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EthosEnergy dives into industry-changing life-extension solutions
The common ground is finding ways to develop the use of hydrogen energy.
Business models in various countries have slowly adapted to the changing needs of the world, one of which is the necessity to be more adaptive to renewable energy and to be more conscious about the environment.
As multiple alternatives for energy sources have recently emerged, so have companies slowly shifted its operations to use these newer forms of energy. One such example is hydrogen energy. Apart from being able to produce energy by burning hydrogen or compounds that comprise it, energy is produced without many negative resulting causes to the environment compared to other kinds.
In an exclusive interview with EthosEnergy, Asian Power spoke with Massimo Valsania, the company’s Vice President of Engineering.
“Hydrogen is technically an energy vector that can be used as a fuel in gas turbines to produce energy with an immediate positive impact on emissions. In fact, even starting with a low percentage in H2 blending, there is an immediate CO2 reduction at the exhaust with very limited investment and modification of existing assets,” he said.
Expounding on its effects in Asia, Valsania said that the continent will play a big role in promoting hydrogen energy on the worldwide stage.
“Asia will have a huge and crucial role within the hydrogen value chain. Thanks to its huge area, which is suitable for renewable fields (solar and wind), and to a very highly industrialised region, Asia is already a key player, and it will be one of the most important in a few years.”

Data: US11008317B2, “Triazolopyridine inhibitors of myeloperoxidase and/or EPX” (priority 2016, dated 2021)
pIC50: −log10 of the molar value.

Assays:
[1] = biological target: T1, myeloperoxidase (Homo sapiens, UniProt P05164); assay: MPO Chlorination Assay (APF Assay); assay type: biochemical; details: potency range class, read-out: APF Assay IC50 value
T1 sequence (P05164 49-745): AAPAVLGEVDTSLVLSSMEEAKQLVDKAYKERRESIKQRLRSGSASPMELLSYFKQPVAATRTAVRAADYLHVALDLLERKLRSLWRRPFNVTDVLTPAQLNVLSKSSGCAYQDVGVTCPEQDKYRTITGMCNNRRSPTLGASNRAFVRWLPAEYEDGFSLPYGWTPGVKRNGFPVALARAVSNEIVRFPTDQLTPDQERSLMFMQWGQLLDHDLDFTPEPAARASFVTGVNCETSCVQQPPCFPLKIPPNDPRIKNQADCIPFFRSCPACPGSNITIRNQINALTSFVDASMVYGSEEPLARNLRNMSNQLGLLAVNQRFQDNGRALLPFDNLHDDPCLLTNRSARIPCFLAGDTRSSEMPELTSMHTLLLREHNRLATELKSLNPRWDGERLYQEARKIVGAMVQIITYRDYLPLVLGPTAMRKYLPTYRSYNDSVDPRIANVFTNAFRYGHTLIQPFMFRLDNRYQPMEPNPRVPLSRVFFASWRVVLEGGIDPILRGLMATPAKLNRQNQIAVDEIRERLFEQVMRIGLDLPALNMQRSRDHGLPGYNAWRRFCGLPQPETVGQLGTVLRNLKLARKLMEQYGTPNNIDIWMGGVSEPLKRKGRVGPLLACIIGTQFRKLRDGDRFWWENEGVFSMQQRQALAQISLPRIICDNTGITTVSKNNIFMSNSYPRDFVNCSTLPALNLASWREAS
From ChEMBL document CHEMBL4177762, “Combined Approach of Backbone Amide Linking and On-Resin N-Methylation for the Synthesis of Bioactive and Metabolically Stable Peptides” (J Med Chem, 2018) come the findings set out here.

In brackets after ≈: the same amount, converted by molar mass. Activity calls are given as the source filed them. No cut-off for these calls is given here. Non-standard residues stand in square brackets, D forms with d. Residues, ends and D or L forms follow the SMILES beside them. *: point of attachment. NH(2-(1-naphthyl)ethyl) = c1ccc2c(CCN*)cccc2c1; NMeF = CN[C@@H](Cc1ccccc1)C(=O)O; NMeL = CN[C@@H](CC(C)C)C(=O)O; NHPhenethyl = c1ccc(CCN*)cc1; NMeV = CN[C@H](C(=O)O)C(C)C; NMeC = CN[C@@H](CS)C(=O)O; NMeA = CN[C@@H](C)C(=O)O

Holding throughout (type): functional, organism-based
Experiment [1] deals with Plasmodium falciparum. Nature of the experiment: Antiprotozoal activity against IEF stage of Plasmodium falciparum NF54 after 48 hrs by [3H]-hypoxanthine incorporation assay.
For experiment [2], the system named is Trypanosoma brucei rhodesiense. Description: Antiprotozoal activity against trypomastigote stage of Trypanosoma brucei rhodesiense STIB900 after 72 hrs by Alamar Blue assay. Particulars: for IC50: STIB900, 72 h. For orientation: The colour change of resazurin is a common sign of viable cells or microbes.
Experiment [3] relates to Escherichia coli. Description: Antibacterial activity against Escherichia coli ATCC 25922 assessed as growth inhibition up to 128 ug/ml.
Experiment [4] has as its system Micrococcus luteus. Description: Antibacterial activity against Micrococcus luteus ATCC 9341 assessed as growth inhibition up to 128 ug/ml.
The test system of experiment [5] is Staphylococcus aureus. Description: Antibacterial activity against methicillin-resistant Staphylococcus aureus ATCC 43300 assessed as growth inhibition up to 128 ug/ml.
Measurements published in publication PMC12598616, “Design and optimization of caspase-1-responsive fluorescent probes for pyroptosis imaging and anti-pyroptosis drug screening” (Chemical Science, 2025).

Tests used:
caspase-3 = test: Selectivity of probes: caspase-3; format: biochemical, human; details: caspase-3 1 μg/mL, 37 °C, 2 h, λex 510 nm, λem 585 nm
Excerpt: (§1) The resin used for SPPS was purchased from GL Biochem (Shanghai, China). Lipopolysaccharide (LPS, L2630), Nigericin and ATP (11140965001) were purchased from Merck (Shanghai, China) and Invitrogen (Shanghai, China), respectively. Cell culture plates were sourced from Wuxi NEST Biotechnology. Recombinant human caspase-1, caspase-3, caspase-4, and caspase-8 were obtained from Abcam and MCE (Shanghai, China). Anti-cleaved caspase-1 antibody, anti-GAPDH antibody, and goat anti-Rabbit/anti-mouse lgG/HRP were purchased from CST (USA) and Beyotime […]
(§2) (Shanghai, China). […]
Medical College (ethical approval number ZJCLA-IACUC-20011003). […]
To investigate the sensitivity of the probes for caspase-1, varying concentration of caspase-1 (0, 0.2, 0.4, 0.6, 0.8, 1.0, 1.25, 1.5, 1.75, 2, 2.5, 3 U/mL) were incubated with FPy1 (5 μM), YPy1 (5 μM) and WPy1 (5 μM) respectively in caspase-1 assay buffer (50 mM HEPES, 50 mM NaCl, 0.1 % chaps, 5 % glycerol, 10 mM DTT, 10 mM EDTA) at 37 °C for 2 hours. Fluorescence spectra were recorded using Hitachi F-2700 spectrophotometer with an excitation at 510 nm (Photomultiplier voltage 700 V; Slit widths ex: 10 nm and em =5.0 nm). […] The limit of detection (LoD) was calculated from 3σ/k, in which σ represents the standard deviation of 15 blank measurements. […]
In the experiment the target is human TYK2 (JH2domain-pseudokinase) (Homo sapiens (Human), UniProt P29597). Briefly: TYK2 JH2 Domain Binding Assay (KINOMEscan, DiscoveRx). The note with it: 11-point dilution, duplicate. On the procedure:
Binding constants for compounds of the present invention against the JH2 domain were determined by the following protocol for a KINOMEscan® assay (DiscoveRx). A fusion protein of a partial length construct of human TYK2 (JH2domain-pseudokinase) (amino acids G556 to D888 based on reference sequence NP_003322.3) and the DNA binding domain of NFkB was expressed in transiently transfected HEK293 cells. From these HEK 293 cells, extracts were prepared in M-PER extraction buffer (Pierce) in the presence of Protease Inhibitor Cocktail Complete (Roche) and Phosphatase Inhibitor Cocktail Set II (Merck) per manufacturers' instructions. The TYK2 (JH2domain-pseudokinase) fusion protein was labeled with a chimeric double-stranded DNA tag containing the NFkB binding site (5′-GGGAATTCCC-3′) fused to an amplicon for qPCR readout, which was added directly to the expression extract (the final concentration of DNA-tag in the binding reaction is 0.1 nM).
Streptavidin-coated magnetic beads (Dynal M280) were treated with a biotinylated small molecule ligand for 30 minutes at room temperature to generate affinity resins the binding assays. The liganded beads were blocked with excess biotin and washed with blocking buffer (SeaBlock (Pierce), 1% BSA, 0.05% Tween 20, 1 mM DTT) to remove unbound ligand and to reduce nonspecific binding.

According to Valsania, the main goal is to use hydrogen in the gas turbine to compensate for the energy demand. Essentially, with the increase in renewable energy, the portion in excess can be converted into hydrogen, which can be stored and used when renewable energy is not available.
However, the same is not wrought with possibilities. He said that whilst hydrogen is the lightest, and smallest molecule, it is also the most available in the universe.
“The main challenges are safe transportation and storage of this energy vector due to its propensity to leak and degrade the mechanical properties of some specific steels. Therefore, existing pipeline and infrastructure (for natural gas) can be used, after validation and some retrofitting where required.”
In EthosEnergy, this change being introduced is one of its main projects at the moment.
First, it has the Rotor Life Extension, specifically targeted to ageing fleets to address operating risk concerns. Its end-of-life rotor solutions have been engineered to meet or exceed the original equipment manufacturer and the recommended end-of-life.
“We have developed the Phoenix Rotor life extension program. So far, we have delivered this solution on GE Frame 6, 7E and 9 turbines and have completed the design phase on rotor life extensions for the GE F7F.03. In parallel, we have also developed a life extension solution for the mature Westinghouse family of gas turbines, which we call the Bolted Rotor,” he said.
The second is the Steam Turbine Blade Repair. As pressure on the energy industry grew, the focus on sustainability did as well.
Many power plants are searching for ways to reduce maintenance spend and time. A common issue seen in plants powered by steam turbines is service failures due to severe erosion to end-stage blades caused by poor steam quality.
The replacement of blades is expensive, and lead times can be long, leaving plants with decreased power output and an increased risk of a forced outage.
“At EthosEnergy, we have developed an innovative repair solution to eliminate the need to replace existing blades and instead extend their lifespan. We enhance existing blades and upgrade with a weld repair replacing the leading-edge material with a Stellite alloy, restoring the original geometry and offering increased wear resistance without reliance on being sprayed on coatings or mechanically attached shields,” Valsania said.
As it now stands, Asia can be a leader in the entire value chain of hydrogen, including production, transportation, storage and the utilisation in different sectors: mobility, hard-to-abate, energy and aviation.
Valsania added that whilst Asia can immediately leverage the very active policy around Hydrogen in Europe and US working closely with their industries, governments and universities need to be part of this evolution.